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How to Better Protect Your Assets from Creditors: Lessons from In Estate of Holdaway 

A California Superior Court in the case of In Estate of Holdaway recently ruled in favor of a creditor who was attempting to collecting on a deceased person’s estate. Following the individual’s death in 2013, a creditor in 2014 filed a petition for probate and seeking compensation for $90,875 on a debt. This claim was based on four loans the creditor made to the deceased individual and in-home services provided to the deceased individuals. In 2015, a trial court issued an order showing why the creditor’s petition should not be dismissed for failure to prosecute. 

 

Later in 2015, the trial court ordered that the case should be dismissed without prejudice. In 2016, the deceased individual’s son filed a competing petition for probate, which stated that the deceased individual had left all of his assets to a family trust. The trial court later granted this competing petition. After this, in 2017, the son rejected the creditor’s claim against the estate, which led the creditor to challenge this denial.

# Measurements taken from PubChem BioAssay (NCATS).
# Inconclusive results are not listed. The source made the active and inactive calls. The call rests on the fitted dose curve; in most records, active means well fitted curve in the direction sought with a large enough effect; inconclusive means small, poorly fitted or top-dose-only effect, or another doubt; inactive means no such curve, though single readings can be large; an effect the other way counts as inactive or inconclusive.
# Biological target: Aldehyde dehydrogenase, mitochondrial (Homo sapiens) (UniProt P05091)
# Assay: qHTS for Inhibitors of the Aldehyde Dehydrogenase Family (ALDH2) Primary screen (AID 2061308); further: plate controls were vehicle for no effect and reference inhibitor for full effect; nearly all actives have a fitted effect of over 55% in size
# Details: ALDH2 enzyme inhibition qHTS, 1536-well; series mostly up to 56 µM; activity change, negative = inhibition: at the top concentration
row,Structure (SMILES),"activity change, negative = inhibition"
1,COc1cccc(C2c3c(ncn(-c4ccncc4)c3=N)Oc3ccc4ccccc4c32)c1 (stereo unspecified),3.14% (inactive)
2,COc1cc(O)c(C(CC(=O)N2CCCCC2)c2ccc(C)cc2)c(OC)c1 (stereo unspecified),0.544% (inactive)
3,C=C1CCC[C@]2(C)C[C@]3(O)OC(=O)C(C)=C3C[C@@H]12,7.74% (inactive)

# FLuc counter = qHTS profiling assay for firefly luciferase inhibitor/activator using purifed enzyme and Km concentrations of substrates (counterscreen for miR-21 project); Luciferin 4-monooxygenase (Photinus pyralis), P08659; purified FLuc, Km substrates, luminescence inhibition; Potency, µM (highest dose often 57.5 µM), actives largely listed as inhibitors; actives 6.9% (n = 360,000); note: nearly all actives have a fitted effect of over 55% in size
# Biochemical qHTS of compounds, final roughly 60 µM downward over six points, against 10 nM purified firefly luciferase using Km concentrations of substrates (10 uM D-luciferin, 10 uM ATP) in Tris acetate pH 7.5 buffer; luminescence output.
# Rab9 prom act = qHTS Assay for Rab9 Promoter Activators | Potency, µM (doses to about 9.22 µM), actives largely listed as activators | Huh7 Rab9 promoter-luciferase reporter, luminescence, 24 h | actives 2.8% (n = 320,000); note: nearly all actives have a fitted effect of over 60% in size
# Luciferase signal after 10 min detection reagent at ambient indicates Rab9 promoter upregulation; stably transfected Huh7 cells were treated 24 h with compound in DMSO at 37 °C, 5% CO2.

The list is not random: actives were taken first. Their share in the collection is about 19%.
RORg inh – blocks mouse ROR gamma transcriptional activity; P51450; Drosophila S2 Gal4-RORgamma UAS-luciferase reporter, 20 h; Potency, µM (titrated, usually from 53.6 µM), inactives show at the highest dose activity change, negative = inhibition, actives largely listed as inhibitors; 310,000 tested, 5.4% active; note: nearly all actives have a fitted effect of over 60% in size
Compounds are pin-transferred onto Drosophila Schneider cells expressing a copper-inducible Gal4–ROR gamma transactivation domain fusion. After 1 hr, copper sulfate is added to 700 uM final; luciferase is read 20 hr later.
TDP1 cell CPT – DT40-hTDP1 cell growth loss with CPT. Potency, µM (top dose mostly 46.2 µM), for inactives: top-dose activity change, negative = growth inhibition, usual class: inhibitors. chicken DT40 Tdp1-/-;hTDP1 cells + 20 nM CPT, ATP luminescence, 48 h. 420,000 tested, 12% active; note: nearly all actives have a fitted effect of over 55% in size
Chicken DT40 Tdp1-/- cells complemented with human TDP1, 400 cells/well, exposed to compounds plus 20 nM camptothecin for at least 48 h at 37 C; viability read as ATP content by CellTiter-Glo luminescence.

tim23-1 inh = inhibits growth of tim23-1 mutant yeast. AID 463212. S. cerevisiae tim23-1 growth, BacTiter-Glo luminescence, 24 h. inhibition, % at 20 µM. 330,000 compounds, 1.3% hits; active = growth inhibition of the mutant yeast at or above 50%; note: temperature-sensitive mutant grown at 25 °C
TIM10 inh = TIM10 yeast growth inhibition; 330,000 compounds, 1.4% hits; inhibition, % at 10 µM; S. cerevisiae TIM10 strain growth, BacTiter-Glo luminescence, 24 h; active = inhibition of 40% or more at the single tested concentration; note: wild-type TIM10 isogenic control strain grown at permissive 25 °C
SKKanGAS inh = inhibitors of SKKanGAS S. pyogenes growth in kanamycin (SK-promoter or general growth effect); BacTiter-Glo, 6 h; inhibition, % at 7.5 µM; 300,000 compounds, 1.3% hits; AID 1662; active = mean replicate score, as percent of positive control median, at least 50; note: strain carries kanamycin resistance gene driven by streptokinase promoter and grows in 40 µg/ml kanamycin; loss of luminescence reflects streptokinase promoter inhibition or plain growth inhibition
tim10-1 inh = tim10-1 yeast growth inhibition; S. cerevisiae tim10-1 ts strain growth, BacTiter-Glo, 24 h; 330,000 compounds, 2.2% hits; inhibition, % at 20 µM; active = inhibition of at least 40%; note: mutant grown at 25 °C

In arriving at its decision, the Court of Appeal stated that the trial court does not have a power authorizing it to extinguish the claim of a creditor in such a way based on the mere stipulation that others are interested in the estate. As a result, the appellate court reversed matters and remanded the case to the trial court.

 

Ways to Protect Your Assets

 

If you fail to properly protect your assets, there is a risk they can be taken by creditors. Some of the estate planning strategies that you can take to protect your assets include:

 

  • Account receivable financing. For business owners, it is possible to borrow against receivables and place this money into a non-business account. This makes the debt-encumbered asset less attractive to creditors and can leave assets that would be otherwise collectible by creditors unreachable.
  • Protection caps. Retirement accounts have a cap of $1 million against bankruptcy proceedings, although this cap can be increased if necessary. This cap can help to protect assets greater than $1 million placed in these accounts.
  • Qualified retirement plans. Employer-sponsored retirement plans have unlimited protection from bankruptcy. 
  • Remove equity. One of the best ways to protect your assets is to remove the equity from them and place that cash into assets that your state protects.
  • Transfers. Some people have discovered that transferring assets to a spouse’s name is one of the best ways to protect against creditor collections. 
  • Trusts. Many individuals who have engaged in estate planning have discovered that trusts can be used to protect assets from creditors. Asset protection trusts are a certain type of trust that can be used to protect a person’s assets from collection attempts by creditors.

 

Speak with an Estate Planning Lawyer

 

To learn more about how to protect your assets from creditors, it can help to speak with an experienced estate planning lawyer. Contact Ettinger Estate Planning today to schedule a free initial consultation.

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